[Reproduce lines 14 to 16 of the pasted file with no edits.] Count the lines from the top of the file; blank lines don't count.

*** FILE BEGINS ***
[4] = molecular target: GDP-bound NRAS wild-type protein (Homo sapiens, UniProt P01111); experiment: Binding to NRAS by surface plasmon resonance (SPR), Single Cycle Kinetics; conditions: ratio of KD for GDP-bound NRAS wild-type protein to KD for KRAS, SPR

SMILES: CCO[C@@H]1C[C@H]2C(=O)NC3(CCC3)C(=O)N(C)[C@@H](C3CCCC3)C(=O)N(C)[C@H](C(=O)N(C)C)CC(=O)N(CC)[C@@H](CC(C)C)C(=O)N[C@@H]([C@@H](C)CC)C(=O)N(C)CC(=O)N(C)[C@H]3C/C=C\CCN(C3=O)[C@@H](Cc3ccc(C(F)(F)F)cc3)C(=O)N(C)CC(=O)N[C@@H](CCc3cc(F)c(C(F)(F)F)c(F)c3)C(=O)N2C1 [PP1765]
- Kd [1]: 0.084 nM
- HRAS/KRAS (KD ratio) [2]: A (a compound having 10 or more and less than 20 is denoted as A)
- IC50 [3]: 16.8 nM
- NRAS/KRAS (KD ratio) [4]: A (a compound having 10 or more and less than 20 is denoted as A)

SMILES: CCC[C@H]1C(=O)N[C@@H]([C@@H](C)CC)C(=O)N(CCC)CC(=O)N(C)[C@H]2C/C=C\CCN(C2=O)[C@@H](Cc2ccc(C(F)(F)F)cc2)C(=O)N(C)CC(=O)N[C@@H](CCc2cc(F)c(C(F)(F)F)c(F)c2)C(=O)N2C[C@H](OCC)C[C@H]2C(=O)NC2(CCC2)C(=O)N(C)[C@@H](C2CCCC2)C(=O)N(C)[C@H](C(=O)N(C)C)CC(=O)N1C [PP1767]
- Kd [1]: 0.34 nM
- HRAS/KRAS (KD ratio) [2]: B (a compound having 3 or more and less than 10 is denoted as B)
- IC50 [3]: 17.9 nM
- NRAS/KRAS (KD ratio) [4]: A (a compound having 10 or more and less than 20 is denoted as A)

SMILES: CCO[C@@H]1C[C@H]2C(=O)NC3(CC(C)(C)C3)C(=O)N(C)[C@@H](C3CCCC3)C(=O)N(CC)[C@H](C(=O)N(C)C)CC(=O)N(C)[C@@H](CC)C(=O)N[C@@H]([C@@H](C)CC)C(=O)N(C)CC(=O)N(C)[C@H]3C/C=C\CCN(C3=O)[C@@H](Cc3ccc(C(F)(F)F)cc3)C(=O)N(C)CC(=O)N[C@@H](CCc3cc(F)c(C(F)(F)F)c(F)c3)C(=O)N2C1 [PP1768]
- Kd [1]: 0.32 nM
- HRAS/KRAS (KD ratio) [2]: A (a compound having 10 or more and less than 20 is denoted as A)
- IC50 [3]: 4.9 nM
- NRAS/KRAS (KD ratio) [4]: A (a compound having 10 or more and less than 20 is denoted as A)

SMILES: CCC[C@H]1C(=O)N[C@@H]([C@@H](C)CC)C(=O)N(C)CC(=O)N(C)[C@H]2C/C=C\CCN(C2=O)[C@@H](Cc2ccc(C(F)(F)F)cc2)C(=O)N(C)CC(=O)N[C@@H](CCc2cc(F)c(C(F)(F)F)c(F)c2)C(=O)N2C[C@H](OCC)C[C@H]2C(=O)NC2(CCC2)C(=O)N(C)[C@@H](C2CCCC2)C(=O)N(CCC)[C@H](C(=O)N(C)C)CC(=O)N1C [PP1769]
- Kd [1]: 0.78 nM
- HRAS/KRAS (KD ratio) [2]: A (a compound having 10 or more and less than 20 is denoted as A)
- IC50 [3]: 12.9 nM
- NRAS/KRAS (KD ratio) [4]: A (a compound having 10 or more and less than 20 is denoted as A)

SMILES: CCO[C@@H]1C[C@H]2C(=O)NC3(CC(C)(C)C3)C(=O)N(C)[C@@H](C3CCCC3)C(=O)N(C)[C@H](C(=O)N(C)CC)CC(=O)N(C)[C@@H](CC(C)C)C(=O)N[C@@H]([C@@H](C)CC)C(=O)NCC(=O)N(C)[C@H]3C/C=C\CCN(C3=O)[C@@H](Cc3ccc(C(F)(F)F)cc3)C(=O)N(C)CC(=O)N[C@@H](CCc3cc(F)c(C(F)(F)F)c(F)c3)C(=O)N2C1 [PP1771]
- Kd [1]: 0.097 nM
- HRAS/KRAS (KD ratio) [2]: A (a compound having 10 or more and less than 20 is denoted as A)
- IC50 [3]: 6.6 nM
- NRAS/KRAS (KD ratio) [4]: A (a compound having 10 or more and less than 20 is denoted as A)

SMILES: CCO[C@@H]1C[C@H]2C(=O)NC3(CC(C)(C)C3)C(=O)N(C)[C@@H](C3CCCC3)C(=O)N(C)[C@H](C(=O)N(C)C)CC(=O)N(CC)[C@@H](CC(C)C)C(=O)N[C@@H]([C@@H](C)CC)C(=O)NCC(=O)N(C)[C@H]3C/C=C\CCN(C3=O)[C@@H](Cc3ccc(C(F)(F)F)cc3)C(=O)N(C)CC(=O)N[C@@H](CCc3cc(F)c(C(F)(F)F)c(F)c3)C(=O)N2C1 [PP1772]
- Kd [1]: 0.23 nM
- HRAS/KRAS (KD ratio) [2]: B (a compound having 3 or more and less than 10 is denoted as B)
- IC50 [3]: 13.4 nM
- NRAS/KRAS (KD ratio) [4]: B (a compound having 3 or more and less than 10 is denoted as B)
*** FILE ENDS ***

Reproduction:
- HRAS/KRAS (KD ratio) [2]: A (a compound having 10 or more and less than 20 is denoted as A)
- IC50 [3]: 4.9 nM
- NRAS/KRAS (KD ratio) [4]: A (a compound having 10 or more and less than 20 is denoted as A)